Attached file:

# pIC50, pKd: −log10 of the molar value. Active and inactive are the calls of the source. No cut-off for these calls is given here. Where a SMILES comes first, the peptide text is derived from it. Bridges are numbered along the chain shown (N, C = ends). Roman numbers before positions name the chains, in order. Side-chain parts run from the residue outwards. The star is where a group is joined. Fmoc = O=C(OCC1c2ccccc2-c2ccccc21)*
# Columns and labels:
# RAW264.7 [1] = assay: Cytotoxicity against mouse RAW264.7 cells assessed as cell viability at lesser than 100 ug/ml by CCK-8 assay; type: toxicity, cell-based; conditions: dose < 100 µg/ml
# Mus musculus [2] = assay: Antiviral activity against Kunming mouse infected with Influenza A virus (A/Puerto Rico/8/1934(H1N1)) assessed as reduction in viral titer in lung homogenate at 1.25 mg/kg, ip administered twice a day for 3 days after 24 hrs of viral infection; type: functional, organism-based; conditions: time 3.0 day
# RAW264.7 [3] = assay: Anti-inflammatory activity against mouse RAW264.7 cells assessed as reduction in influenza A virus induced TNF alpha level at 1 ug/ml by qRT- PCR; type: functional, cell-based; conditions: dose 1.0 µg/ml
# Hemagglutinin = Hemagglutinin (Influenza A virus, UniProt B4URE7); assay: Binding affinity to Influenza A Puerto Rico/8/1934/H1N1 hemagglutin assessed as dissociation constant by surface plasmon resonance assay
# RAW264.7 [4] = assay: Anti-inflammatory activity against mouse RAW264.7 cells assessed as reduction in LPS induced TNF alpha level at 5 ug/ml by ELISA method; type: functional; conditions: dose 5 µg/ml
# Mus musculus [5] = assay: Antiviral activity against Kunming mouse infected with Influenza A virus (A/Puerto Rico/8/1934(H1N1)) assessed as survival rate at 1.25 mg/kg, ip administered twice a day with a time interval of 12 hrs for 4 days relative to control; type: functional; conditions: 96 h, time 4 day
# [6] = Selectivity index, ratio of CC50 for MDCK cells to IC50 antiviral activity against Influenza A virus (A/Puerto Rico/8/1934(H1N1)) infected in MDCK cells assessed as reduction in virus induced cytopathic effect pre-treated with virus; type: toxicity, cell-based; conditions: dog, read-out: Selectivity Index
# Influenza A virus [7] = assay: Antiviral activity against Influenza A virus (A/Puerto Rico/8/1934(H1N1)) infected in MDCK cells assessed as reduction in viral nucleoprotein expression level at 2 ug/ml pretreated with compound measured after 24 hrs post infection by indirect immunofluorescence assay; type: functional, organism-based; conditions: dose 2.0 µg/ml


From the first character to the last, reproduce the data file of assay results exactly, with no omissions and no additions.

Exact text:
# pIC50, pKd: −log10 of the molar value. Active and inactive are the calls of the source. No cut-off for these calls is given here. Where a SMILES comes first, the peptide text is derived from it. Bridges are numbered along the chain shown (N, C = ends). Roman numbers before positions name the chains, in order. Side-chain parts run from the residue outwards. The star is where a group is joined. Fmoc = O=C(OCC1c2ccccc2-c2ccccc21)*
# Columns and labels:
# RAW264.7 [1] = assay: Cytotoxicity against mouse RAW264.7 cells assessed as cell viability at lesser than 100 ug/ml by CCK-8 assay; type: toxicity, cell-based; conditions: dose < 100 µg/ml
# Mus musculus [2] = assay: Antiviral activity against Kunming mouse infected with Influenza A virus (A/Puerto Rico/8/1934(H1N1)) assessed as reduction in viral titer in lung homogenate at 1.25 mg/kg, ip administered twice a day for 3 days after 24 hrs of viral infection; type: functional, organism-based; conditions: time 3.0 day
# RAW264.7 [3] = assay: Anti-inflammatory activity against mouse RAW264.7 cells assessed as reduction in influenza A virus induced TNF alpha level at 1 ug/ml by qRT- PCR; type: functional, cell-based; conditions: dose 1.0 µg/ml
# Hemagglutinin = Hemagglutinin (Influenza A virus, UniProt B4URE7); assay: Binding affinity to Influenza A Puerto Rico/8/1934/H1N1 hemagglutin assessed as dissociation constant by surface plasmon resonance assay
# RAW264.7 [4] = assay: Anti-inflammatory activity against mouse RAW264.7 cells assessed as reduction in LPS induced TNF alpha level at 5 ug/ml by ELISA method; type: functional; conditions: dose 5 µg/ml
# Mus musculus [5] = assay: Antiviral activity against Kunming mouse infected with Influenza A virus (A/Puerto Rico/8/1934(H1N1)) assessed as survival rate at 1.25 mg/kg, ip administered twice a day with a time interval of 12 hrs for 4 days relative to control; type: functional; conditions: 96 h, time 4 day
# [6] = Selectivity index, ratio of CC50 for MDCK cells to IC50 antiviral activity against Influenza A virus (A/Puerto Rico/8/1934(H1N1)) infected in MDCK cells assessed as reduction in virus induced cytopathic effect pre-treated with virus; type: toxicity, cell-based; conditions: dog, read-out: Selectivity Index
# Influenza A virus [7] = assay: Antiviral activity against Influenza A virus (A/Puerto Rico/8/1934(H1N1)) infected in MDCK cells assessed as reduction in viral nucleoprotein expression level at 2 ug/ml pretreated with compound measured after 24 hrs post infection by indirect immunofluorescence assay; type: functional, organism-based; conditions: dose 2.0 µg/ml